But with the way Satele played last season, no Colts fan is going to be upset if Holmes beats him out for the job.
- College: Tennessee-Martin
- Draft Status: Round 5, No. 139 overall
- Height: 6'4"
- Weight: 329 pounds
- College Production: 61 tackles, 15 TFLs, 5 sacks and 13 QB hurries while starting for two years at Tennessee-Martin.
Analysis: The Colts thought highly enough of Hughes to trade a 2014 fourth-round pick to Cleveland for their 2013 fifth-rounder, with which they selected the massive defensive linemen out of Tennessee-Martin. Despite his size, Hughes is very athletic, and can move up and down the line extremely well.
Because of his athleticism/size combination, Chuck Pagano compared Hughes to Ravens defensive linemen Haloti Ngata. While he was initially thought of as a nose tackle due to his size, Hughes likely will be used as Pagano used Ngata in Baltimore: a three-tech defensive end in the 3-4 scheme.
Of course, this all depends on Hughes being able to draw out his talent after a concerning display of immaturity in college. He was suspended multiple times while at the University of Tennessee, eventually leading to his dismissal from the team and transfer to Tennessee-Martin. Hughes wasn't a problem at all after the transfer, and coaches spoke highly of him, so there is something to build on.
- College: Oregon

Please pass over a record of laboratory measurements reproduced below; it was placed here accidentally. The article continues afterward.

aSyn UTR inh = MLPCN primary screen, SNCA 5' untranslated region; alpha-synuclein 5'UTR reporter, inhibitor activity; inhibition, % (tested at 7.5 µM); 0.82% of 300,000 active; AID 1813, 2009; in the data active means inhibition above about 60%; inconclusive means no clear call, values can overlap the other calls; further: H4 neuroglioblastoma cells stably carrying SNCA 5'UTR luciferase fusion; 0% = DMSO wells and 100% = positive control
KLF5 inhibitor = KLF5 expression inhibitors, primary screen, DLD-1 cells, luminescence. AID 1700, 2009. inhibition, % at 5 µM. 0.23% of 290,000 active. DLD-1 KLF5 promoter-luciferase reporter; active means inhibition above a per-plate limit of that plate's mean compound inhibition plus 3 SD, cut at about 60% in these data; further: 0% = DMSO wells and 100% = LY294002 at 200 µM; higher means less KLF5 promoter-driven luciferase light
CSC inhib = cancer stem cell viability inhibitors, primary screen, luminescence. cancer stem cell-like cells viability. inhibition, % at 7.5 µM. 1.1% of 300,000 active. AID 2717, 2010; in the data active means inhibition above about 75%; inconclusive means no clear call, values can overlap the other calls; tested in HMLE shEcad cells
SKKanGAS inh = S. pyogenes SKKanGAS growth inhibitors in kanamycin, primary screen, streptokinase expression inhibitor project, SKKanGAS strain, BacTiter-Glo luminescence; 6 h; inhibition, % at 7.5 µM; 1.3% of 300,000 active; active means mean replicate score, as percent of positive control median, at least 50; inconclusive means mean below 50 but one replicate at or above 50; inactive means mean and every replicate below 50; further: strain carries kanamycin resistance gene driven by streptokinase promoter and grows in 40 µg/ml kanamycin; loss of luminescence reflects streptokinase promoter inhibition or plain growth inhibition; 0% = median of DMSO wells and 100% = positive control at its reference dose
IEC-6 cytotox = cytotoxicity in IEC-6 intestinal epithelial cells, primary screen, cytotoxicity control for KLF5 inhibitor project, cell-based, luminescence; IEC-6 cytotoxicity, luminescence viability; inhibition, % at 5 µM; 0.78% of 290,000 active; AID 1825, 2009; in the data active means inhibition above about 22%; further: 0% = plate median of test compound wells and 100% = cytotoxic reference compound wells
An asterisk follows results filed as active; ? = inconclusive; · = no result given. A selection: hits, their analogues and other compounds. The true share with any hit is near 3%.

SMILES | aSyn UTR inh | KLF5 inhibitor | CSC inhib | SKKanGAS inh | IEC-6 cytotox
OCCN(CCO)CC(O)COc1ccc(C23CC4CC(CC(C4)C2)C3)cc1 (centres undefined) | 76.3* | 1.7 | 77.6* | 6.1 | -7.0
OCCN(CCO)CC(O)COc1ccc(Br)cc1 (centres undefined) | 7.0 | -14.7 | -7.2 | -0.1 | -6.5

- Draft Status: Round 6, No. 192 overall
- Height: 5'10"
- Weight: 204 pounds
- College Production: 278 total tackles, 10 interceptions and 30 passes defensed during his four-year career at Oregon, despite missing the vast majority of his senior season with a knee injury.
Analysis: Injuries during a player's college career can dramatically affect their draft status, and John Boyett's partially-torn patella tendons did just that. One scout said that he could have gone as early as the third or fourth round if not for his knee injuries, but with the injuries he fell to the late sixth round, where the Colts selected him.
Boyett doesn't have the ideal size or speed (4.57 seconds in the 40-yard dash) to play free safety in the NFL, but his fantastic instincts give him a first step that eludes most. He has one of the highest football IQs in the NCAA, and it should help him overcome the lack of natural athleticism that most NFL safeties possess.